I'll be honest, if you have the 10th pick in a 0.5 PPR league, I'm not sure you're going to have a very good time. That doesn't mean you can't draft a winner, it's just that the entire process is going to be stressful. In full PPR this is a great place to try out Zero-RB, but that's a dangerous strategy when catches are worth half as much. The safest approach is probably to build a balanced roster in this spot, though you can't be afraid to reach with those even-round picks if you want to get your guy.
This draft slot probably means that Travis Kelce is your only chance at an elite tight end, and he went seventh in our draft, so I didn't even get that opportunity. The uncertainty of the end and knowing an elite tight end wasn't an option made me more open to securing a top-five quarterback in Round 4. At least that way you know you're ahead of the field at one position.
Here's my team from No. 10 overall
1.10 Joe Mixon, RB, CIN
2.3 Stefon Diggs, WR, BUF
3.10 Chris Carson, RB, SEA
4.3 Lamar Jackson, QB, BAL
5.10 Kenny Golladay, WR, NYG
6.3 JuJu Smith-Schuster, WR, PIT
7.10 Damien Harris, RB, NE
8.3 Deebo Samuel, WR, SF
9.10 Jamaal Williams, RB, DET
10.3 Tre'Quan Smith, WR, NO
11.10 Blake Jarwin, TE, DAL
12.3 Rashod Bateman, WR, BAL
13.10 Henry Ruggs, WR, LV
14.3 Tarik Cohen, RB, CHI
15.10 Amari Rodgers, WR, GB
While I have some concerns about Mixon (more below), I was pretty happy with the first three picks of this draft, and I already explained why I took Jackson in the fourth. After that is where it gets interesting. Golladay is a receiver I like a lot in non-PPR and mostly avoid in PPR, and Smith-Schuster is definitely someone I'm higher on this year than the industry. Both Harris and Samuel have upside and pedigree, but the uncertainty of their roles makes them risky as anything more than flexes.
That 9-10-11 trio may cause some head scratching, but I believe all three players are in line for bigger roles than the community has them projected for. Jarwin in particular should be a top 12 tight end as long as he beats out Dalton Schultz and stays healthy.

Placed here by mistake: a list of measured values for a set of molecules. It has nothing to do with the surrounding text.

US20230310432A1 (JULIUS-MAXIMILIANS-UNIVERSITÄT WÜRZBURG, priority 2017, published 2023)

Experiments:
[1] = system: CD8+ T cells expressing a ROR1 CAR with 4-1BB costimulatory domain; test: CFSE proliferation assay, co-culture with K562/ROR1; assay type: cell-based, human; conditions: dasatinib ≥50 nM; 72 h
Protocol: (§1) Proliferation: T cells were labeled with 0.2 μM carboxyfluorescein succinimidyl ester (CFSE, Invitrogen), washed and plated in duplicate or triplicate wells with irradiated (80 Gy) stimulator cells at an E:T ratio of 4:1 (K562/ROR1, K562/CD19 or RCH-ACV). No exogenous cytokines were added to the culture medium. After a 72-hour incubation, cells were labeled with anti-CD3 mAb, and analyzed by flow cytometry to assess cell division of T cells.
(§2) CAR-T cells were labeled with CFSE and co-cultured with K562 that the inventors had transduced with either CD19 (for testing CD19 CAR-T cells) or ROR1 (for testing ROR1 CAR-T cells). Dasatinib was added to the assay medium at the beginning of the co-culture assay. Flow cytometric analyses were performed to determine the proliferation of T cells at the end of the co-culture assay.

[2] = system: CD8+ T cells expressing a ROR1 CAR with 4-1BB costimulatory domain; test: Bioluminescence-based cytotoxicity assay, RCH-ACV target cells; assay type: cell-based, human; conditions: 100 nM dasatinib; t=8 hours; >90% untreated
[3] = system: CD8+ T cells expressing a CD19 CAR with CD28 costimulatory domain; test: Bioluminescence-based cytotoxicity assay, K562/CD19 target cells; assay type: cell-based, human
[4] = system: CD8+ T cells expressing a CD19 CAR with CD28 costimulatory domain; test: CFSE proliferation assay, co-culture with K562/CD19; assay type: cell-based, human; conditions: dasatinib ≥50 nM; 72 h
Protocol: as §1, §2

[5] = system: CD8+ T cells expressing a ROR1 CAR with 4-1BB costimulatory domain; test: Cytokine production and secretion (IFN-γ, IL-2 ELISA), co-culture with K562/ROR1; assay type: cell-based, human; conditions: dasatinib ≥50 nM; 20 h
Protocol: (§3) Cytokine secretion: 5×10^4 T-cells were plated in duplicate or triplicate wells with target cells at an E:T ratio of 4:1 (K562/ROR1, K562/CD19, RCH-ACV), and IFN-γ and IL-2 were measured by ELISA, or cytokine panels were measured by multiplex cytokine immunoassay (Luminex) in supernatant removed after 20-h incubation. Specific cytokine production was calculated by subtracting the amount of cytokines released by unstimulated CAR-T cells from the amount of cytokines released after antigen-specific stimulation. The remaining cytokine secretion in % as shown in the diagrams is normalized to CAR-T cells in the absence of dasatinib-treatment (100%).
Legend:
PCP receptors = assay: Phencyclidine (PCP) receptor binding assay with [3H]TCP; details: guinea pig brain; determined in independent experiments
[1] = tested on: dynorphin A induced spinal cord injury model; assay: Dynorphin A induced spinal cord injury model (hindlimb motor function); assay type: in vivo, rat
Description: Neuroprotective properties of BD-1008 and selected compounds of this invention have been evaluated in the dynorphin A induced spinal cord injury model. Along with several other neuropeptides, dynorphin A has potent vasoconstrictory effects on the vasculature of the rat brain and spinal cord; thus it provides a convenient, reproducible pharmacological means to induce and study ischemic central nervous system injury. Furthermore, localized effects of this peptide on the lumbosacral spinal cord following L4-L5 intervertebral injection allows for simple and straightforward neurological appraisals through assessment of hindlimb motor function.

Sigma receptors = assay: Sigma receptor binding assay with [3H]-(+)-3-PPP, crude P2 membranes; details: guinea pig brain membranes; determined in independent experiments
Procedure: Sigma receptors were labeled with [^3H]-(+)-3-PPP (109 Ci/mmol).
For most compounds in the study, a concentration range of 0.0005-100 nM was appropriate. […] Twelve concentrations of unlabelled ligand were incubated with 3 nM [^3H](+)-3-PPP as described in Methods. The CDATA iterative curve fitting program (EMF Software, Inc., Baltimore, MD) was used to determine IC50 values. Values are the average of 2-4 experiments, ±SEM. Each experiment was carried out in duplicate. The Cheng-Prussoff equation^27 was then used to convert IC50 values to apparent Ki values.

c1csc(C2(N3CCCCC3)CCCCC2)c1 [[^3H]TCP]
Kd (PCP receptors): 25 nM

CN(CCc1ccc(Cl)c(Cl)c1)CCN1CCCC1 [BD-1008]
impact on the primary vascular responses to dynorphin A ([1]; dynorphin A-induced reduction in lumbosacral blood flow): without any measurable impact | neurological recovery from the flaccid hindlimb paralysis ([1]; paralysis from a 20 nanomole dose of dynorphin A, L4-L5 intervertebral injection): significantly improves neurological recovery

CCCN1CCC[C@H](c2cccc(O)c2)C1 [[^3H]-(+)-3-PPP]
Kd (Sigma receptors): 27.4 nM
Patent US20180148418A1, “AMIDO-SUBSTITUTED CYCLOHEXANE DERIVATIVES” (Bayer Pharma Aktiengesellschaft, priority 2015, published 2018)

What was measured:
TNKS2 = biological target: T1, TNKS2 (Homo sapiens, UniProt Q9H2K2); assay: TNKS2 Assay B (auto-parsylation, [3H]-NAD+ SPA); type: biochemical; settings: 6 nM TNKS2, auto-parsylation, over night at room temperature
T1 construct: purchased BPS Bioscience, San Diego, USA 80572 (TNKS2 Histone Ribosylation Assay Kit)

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Chris Carson RB
SEA Seattle • #32
Age: 27 • Experience: 5 yrs.
Every year Carson falls into this range and every year he produces like a Round 2 pick. I don't expect this year to be any different. Seattle added nothing in the way of competition for Carson, who has been nearly as good on a per game basis as Joe Mixon over the past three seasons. Carson should see 15-18 touches per game on an above average offense. You don't often find that this late.
Joe Mixon RB
CIN Cincinnati • #28
Age: 25 • Experience: 5 yrs.
A lot of people have been burnt by Joe Mixon in the first round the past few years, and that makes them leery in 2021. I'm not one of those people, because I always avoided Mixon this early due to Govani Bernard's involvement. With Bernard off to Tampa Bay, this looks to me like Mixon could finally be the workhorse back he's been drafted to be. But if he stays in a timeshare (or gets hurt again), I'll wish I'd taken Tyreek Hill.
PIT Pittsburgh • #19
Age: 24 • Experience: 5 yrs.
No one wants to draft JuJu Smith-Schuster in the first five rounds this year. This despite a top-20 season that was also the least efficient of his career. I think it's more likely his yards per catch rebounds than his target share decreases. If I'm right, he has top-12 upside and this team is much better than it looks on paper. If I'm wrong, I may be really short at receiver.
So which sleepers, breakouts and busts should you target and fade? And which QB shocks the NFL with a top-five performance? Visit SportsLine now to get Fantasy cheat sheets for every single position, all from the model that called Josh Allen's huge season, and find out.